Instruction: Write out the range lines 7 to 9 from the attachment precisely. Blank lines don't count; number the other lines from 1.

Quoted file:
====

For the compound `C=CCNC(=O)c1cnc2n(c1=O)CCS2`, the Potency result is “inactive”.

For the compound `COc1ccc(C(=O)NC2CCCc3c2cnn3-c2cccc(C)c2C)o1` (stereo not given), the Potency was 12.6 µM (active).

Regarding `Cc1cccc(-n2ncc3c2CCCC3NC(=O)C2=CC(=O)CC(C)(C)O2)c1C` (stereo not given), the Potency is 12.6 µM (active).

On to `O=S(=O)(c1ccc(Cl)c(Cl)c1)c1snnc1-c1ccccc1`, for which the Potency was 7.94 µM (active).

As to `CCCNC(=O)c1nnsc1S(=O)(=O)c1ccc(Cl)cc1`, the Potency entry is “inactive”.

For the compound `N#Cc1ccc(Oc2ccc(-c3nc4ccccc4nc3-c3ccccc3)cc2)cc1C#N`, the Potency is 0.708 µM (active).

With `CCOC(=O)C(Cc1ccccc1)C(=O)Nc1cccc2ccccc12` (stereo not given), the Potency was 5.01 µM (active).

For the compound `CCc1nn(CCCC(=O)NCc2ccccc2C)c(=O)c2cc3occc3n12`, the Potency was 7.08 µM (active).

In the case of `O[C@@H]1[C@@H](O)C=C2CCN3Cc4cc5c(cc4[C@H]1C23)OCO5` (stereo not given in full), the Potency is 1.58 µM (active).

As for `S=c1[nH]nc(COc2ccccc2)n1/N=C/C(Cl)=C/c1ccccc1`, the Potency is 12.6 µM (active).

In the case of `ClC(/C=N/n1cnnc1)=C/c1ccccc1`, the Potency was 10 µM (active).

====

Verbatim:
With `CCOC(=O)C(Cc1ccccc1)C(=O)Nc1cccc2ccccc12` (stereo not given), the Potency was 5.01 µM (active).

For the compound `CCc1nn(CCCC(=O)NCc2ccccc2C)c(=O)c2cc3occc3n12`, the Potency was 7.08 µM (active).

In the case of `O[C@@H]1[C@@H](O)C=C2CCN3Cc4cc5c(cc4[C@H]1C23)OCO5` (stereo not given in full), the Potency is 1.58 µM (active).